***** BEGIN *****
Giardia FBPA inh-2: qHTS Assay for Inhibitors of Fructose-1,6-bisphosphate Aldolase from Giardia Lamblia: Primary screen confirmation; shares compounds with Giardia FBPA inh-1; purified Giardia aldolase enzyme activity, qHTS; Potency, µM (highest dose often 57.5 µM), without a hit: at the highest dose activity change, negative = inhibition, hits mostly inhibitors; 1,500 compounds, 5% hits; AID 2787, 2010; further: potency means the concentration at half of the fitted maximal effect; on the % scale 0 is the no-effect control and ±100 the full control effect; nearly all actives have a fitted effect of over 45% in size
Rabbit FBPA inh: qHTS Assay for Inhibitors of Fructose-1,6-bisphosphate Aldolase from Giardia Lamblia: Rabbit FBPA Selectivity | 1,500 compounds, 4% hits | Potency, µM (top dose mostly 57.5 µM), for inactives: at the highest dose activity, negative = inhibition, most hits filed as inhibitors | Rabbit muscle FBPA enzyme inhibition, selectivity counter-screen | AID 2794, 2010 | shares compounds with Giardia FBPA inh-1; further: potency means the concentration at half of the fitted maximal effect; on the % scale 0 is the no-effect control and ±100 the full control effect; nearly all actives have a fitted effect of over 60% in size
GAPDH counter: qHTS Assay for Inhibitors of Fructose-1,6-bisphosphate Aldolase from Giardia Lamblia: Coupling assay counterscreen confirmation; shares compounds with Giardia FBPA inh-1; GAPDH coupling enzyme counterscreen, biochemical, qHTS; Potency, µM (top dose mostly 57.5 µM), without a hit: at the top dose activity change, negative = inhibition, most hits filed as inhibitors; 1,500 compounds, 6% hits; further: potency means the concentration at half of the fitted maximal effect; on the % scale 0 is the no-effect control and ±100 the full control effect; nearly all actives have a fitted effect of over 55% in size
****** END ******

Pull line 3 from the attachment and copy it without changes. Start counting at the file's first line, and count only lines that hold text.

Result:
GAPDH counter: qHTS Assay for Inhibitors of Fructose-1,6-bisphosphate Aldolase from Giardia Lamblia: Coupling assay counterscreen confirmation; shares compounds with Giardia FBPA inh-1; GAPDH coupling enzyme counterscreen, biochemical, qHTS; Potency, µM (top dose mostly 57.5 µM), without a hit: at the top dose activity change, negative = inhibition, most hits filed as inhibitors; 1,500 compounds, 6% hits; further: potency means the concentration at half of the fitted maximal effect; on the % scale 0 is the no-effect control and ±100 the full control effect; nearly all actives have a fitted effect of over 55% in size